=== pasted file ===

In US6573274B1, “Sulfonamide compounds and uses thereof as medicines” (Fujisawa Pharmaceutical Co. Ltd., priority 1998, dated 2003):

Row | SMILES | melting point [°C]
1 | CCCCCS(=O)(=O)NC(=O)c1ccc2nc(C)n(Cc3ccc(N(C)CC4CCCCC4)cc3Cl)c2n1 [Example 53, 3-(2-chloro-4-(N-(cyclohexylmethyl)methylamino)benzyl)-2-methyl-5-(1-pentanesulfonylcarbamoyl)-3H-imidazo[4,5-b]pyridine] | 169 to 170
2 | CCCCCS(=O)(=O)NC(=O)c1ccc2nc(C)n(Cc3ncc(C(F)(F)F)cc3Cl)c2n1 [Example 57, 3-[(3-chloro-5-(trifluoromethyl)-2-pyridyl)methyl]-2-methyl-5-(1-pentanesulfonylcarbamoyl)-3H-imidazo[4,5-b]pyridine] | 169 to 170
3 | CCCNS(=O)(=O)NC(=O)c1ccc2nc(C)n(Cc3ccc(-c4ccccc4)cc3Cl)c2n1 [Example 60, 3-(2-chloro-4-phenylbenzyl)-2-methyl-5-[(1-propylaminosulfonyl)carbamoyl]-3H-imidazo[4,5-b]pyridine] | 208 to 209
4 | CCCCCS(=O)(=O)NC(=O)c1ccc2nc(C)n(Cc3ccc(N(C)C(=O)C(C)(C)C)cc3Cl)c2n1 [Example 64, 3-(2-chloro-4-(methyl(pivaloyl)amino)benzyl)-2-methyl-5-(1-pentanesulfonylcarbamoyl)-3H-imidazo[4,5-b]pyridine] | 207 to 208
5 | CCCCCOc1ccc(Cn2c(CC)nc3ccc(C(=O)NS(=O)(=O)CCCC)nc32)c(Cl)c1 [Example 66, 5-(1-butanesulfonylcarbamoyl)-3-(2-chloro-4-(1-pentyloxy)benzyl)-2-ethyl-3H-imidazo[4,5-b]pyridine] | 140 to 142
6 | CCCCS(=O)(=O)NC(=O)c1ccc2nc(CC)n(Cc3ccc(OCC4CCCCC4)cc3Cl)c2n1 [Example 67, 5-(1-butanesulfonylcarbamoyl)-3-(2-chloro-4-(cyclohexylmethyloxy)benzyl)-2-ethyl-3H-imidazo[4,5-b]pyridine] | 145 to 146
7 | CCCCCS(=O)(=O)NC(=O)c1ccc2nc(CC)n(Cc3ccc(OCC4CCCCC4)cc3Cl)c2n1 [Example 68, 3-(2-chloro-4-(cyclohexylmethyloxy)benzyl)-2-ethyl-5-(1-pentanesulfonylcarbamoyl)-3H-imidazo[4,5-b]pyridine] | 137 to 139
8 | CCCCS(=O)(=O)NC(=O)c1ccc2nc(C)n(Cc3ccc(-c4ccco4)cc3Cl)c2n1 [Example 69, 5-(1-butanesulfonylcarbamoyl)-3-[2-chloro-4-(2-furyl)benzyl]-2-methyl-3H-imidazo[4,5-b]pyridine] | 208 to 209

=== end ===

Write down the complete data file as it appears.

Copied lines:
In US6573274B1, “Sulfonamide compounds and uses thereof as medicines” (Fujisawa Pharmaceutical Co. Ltd., priority 1998, dated 2003):

Row | SMILES | melting point [°C]
1 | CCCCCS(=O)(=O)NC(=O)c1ccc2nc(C)n(Cc3ccc(N(C)CC4CCCCC4)cc3Cl)c2n1 [Example 53, 3-(2-chloro-4-(N-(cyclohexylmethyl)methylamino)benzyl)-2-methyl-5-(1-pentanesulfonylcarbamoyl)-3H-imidazo[4,5-b]pyridine] | 169 to 170
2 | CCCCCS(=O)(=O)NC(=O)c1ccc2nc(C)n(Cc3ncc(C(F)(F)F)cc3Cl)c2n1 [Example 57, 3-[(3-chloro-5-(trifluoromethyl)-2-pyridyl)methyl]-2-methyl-5-(1-pentanesulfonylcarbamoyl)-3H-imidazo[4,5-b]pyridine] | 169 to 170
3 | CCCNS(=O)(=O)NC(=O)c1ccc2nc(C)n(Cc3ccc(-c4ccccc4)cc3Cl)c2n1 [Example 60, 3-(2-chloro-4-phenylbenzyl)-2-methyl-5-[(1-propylaminosulfonyl)carbamoyl]-3H-imidazo[4,5-b]pyridine] | 208 to 209
4 | CCCCCS(=O)(=O)NC(=O)c1ccc2nc(C)n(Cc3ccc(N(C)C(=O)C(C)(C)C)cc3Cl)c2n1 [Example 64, 3-(2-chloro-4-(methyl(pivaloyl)amino)benzyl)-2-methyl-5-(1-pentanesulfonylcarbamoyl)-3H-imidazo[4,5-b]pyridine] | 207 to 208
5 | CCCCCOc1ccc(Cn2c(CC)nc3ccc(C(=O)NS(=O)(=O)CCCC)nc32)c(Cl)c1 [Example 66, 5-(1-butanesulfonylcarbamoyl)-3-(2-chloro-4-(1-pentyloxy)benzyl)-2-ethyl-3H-imidazo[4,5-b]pyridine] | 140 to 142
6 | CCCCS(=O)(=O)NC(=O)c1ccc2nc(CC)n(Cc3ccc(OCC4CCCCC4)cc3Cl)c2n1 [Example 67, 5-(1-butanesulfonylcarbamoyl)-3-(2-chloro-4-(cyclohexylmethyloxy)benzyl)-2-ethyl-3H-imidazo[4,5-b]pyridine] | 145 to 146
7 | CCCCCS(=O)(=O)NC(=O)c1ccc2nc(CC)n(Cc3ccc(OCC4CCCCC4)cc3Cl)c2n1 [Example 68, 3-(2-chloro-4-(cyclohexylmethyloxy)benzyl)-2-ethyl-5-(1-pentanesulfonylcarbamoyl)-3H-imidazo[4,5-b]pyridine] | 137 to 139
8 | CCCCS(=O)(=O)NC(=O)c1ccc2nc(C)n(Cc3ccc(-c4ccco4)cc3Cl)c2n1 [Example 69, 5-(1-butanesulfonylcarbamoyl)-3-[2-chloro-4-(2-furyl)benzyl]-2-methyl-3H-imidazo[4,5-b]pyridine] | 208 to 209